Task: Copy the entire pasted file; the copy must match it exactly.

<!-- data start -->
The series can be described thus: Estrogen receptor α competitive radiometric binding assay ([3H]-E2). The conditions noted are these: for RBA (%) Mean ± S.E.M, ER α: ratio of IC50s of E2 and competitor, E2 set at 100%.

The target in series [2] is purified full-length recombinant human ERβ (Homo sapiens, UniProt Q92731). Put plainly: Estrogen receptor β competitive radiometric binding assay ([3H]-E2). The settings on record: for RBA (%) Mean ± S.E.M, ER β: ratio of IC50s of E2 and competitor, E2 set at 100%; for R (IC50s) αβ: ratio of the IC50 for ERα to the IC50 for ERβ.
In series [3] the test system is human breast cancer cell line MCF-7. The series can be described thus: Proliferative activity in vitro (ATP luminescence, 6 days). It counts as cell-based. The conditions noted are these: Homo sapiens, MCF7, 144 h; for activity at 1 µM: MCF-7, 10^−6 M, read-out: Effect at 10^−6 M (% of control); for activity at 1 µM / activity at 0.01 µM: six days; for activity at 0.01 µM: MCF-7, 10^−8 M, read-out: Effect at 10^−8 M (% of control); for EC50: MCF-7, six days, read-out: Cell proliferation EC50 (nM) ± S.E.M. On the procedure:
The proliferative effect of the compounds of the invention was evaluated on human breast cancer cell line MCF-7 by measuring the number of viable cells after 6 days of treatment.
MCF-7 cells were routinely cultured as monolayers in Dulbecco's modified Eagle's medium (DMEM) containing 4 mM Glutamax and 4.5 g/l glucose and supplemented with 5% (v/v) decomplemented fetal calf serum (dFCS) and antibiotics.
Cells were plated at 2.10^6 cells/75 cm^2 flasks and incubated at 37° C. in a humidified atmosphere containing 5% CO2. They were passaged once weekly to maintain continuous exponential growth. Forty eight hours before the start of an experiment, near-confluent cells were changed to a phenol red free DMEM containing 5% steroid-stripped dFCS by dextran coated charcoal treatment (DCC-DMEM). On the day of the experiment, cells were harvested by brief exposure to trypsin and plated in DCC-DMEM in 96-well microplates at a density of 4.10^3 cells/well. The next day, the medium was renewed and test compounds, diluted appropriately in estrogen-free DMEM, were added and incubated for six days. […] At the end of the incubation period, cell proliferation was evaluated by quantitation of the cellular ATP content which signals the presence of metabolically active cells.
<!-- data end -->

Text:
The series can be described thus: Estrogen receptor α competitive radiometric binding assay ([3H]-E2). The conditions noted are these: for RBA (%) Mean ± S.E.M, ER α: ratio of IC50s of E2 and competitor, E2 set at 100%.

The target in series [2] is purified full-length recombinant human ERβ (Homo sapiens, UniProt Q92731). Put plainly: Estrogen receptor β competitive radiometric binding assay ([3H]-E2). The settings on record: for RBA (%) Mean ± S.E.M, ER β: ratio of IC50s of E2 and competitor, E2 set at 100%; for R (IC50s) αβ: ratio of the IC50 for ERα to the IC50 for ERβ.
In series [3] the test system is human breast cancer cell line MCF-7. The series can be described thus: Proliferative activity in vitro (ATP luminescence, 6 days). It counts as cell-based. The conditions noted are these: Homo sapiens, MCF7, 144 h; for activity at 1 µM: MCF-7, 10^−6 M, read-out: Effect at 10^−6 M (% of control); for activity at 1 µM / activity at 0.01 µM: six days; for activity at 0.01 µM: MCF-7, 10^−8 M, read-out: Effect at 10^−8 M (% of control); for EC50: MCF-7, six days, read-out: Cell proliferation EC50 (nM) ± S.E.M. On the procedure:
The proliferative effect of the compounds of the invention was evaluated on human breast cancer cell line MCF-7 by measuring the number of viable cells after 6 days of treatment.
MCF-7 cells were routinely cultured as monolayers in Dulbecco's modified Eagle's medium (DMEM) containing 4 mM Glutamax and 4.5 g/l glucose and supplemented with 5% (v/v) decomplemented fetal calf serum (dFCS) and antibiotics.
Cells were plated at 2.10^6 cells/75 cm^2 flasks and incubated at 37° C. in a humidified atmosphere containing 5% CO2. They were passaged once weekly to maintain continuous exponential growth. Forty eight hours before the start of an experiment, near-confluent cells were changed to a phenol red free DMEM containing 5% steroid-stripped dFCS by dextran coated charcoal treatment (DCC-DMEM). On the day of the experiment, cells were harvested by brief exposure to trypsin and plated in DCC-DMEM in 96-well microplates at a density of 4.10^3 cells/well. The next day, the medium was renewed and test compounds, diluted appropriately in estrogen-free DMEM, were added and incubated for six days. […] At the end of the incubation period, cell proliferation was evaluated by quantitation of the cellular ATP content which signals the presence of metabolically active cells.